Artists on-lineLast week, in our first installment on the importance of portfolios, I wrote about some things to consider when getting ready to go on-line with your portfolio.  This week’s post is on the different kinds of portfolios for you to consider (and there are a few).

The key to deciding on the type of portfolio is, as I mentioned before, knowing who you want to target.  And it may also mean not limiting yourself to one portfolio.  I am only going to be discussing web portfolios, as opposed to a physical portfolio, which is a different animal.

big or small, one page or many?

On-line portfolios come with a lot of options so you really need to think about what you want to accomplish:

  • will you design it or do you need to work with a web designer?
  • will you want to update it yourself?
  • what kind of technology do you want to use?
  • how big will it be? one page? part of a larger site? will you have a blog?
  • how will you promote it?

design

If you are a web designer, you can and should design and create your own portfolio, probably as part of a larger site promoting your business.  If you are a graphic designer with no web experience, you will likely want to create the look of your portfolio yourself and then work with a web designer/developer who can help you with the coding and perhaps point out a few areas where web and traditional print work differ.

If you’re a creative in any other field then there’s a good chance you’re going to need some external help.  But what kind?

templates or original

There are services that offer instant portfolios where you can select from a variety of templates, click and drag your work into predefined spots, easily swap your old work out for new work and have some editing capabilities over things like colours, logos and fonts.  Some will come with source files allowing you to do more in depth customization if you’re tech minded.  If you’re on a budget, they can be a good and fast solution…. but (and you knew there was a but coming didn’t you?)…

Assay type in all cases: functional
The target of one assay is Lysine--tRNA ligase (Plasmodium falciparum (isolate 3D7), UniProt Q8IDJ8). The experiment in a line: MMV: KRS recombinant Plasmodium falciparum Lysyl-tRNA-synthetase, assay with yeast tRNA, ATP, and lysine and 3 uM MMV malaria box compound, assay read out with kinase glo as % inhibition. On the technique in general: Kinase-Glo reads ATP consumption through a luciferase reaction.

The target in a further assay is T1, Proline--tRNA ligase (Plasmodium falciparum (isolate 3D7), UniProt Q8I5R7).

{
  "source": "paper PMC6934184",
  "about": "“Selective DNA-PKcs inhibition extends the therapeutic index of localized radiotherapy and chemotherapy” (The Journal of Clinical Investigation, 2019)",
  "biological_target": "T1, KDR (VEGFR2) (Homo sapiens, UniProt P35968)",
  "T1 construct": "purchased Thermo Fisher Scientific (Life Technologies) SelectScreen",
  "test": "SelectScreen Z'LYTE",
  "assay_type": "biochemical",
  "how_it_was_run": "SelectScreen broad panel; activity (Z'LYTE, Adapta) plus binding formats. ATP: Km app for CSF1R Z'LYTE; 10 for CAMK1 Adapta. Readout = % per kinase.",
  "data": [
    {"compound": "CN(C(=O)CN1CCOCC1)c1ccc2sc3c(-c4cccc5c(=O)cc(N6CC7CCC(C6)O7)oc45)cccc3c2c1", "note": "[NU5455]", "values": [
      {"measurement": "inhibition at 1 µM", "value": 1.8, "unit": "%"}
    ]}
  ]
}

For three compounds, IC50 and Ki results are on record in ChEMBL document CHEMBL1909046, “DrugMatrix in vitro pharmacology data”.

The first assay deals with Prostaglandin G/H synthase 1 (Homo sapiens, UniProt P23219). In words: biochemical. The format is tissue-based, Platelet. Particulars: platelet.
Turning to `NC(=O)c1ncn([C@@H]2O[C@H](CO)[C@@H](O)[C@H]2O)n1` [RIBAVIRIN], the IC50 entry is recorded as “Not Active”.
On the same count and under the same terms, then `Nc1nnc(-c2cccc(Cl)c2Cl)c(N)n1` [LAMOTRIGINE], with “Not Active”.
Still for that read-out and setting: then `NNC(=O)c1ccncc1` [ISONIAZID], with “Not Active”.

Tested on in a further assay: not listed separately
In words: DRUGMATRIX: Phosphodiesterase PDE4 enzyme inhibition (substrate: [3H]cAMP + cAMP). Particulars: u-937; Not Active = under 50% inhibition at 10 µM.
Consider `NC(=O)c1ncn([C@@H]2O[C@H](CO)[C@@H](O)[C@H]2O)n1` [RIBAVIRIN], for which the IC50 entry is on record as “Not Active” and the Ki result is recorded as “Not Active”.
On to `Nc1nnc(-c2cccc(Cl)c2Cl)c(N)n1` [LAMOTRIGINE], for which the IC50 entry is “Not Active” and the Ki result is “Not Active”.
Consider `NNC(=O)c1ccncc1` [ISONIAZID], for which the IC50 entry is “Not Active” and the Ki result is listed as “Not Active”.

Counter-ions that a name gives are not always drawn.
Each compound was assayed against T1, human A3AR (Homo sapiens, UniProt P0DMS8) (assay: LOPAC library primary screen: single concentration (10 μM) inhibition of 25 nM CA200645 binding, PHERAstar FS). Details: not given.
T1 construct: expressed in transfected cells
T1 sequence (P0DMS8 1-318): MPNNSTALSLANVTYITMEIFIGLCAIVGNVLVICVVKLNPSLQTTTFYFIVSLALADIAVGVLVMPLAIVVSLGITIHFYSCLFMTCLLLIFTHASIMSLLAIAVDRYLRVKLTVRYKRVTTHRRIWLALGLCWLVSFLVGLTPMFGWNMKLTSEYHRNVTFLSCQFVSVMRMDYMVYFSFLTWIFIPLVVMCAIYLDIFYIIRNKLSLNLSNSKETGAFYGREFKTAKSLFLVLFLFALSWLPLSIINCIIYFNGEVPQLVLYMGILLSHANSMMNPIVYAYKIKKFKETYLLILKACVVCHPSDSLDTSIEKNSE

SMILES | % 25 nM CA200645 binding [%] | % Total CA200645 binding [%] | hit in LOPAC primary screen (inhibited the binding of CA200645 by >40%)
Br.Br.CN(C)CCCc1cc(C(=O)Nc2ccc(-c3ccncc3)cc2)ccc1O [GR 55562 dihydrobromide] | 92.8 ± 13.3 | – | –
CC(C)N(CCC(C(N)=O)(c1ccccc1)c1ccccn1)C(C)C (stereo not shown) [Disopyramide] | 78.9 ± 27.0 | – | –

Yes there’s a ‘but’.  A template is just that… a template.  Meaning it’s not an original design.  Other people can purchase the same template you’ve bought.  Some are more customizable than others but, when you get into high degrees of customization, you will probably need to hire a web designer to help you out.

Read the fine print.  Some services have monthly costs and some require that your portfolio sit on their servers, also for a fee.  What might seem inexpensive to start can add up over time.  Be very clear on what you are paying for.

Many portfolio templates are developed in Flash.  Flash can do some very slick things – and in many ways is perfect for portfolio design.  But, beware of slow loading times, and funky navigation.  Choose a template that is fast loading and easy for even the least web savvy person to navigate (could your grandma figure out how to see your work?  You know she’ll want to!).  Flash isn’t perfect though.  Google does not do a good job of finding Flash sites and putting them in search engine results – this can make it hard for people to find you if you have a portfolio completely designed in Flash.